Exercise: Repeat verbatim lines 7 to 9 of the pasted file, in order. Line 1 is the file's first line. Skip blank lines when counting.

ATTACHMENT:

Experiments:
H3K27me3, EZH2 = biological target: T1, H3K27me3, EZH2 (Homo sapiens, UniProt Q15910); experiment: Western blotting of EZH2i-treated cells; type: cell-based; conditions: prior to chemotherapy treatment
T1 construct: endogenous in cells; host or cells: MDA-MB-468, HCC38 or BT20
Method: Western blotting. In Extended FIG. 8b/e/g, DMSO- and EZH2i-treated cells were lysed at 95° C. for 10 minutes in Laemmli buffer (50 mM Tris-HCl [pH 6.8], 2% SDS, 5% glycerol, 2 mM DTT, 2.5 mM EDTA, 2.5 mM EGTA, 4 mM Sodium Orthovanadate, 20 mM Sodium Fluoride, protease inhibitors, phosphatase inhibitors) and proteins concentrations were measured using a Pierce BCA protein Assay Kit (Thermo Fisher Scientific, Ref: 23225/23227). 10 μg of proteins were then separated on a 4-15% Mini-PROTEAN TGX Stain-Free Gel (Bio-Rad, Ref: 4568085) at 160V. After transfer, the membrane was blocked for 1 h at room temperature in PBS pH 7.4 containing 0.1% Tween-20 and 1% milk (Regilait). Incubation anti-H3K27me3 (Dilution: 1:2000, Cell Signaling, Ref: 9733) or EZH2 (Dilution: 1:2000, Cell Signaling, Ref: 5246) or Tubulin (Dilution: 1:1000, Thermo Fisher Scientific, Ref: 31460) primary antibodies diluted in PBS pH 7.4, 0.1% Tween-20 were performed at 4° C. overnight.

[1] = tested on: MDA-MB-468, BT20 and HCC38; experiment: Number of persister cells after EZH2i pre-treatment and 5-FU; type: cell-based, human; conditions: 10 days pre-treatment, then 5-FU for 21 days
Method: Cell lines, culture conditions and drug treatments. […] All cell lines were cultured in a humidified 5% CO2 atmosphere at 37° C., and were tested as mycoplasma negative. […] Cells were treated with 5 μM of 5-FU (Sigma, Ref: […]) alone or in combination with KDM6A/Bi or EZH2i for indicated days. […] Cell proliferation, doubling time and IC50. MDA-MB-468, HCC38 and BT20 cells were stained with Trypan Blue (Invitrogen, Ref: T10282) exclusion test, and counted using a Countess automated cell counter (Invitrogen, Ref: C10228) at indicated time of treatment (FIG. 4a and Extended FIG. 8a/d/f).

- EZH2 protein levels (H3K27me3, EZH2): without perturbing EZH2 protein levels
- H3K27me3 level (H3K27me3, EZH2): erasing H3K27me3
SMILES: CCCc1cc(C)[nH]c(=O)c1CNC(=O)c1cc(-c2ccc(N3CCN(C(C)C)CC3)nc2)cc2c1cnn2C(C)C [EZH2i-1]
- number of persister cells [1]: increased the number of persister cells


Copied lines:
- EZH2 protein levels (H3K27me3, EZH2): without perturbing EZH2 protein levels
- H3K27me3 level (H3K27me3, EZH2): erasing H3K27me3
SMILES: CCCc1cc(C)[nH]c(=O)c1CNC(=O)c1cc(-c2ccc(N3CCN(C(C)C)CC3)nc2)cc2c1cnn2C(C)C [EZH2i-1]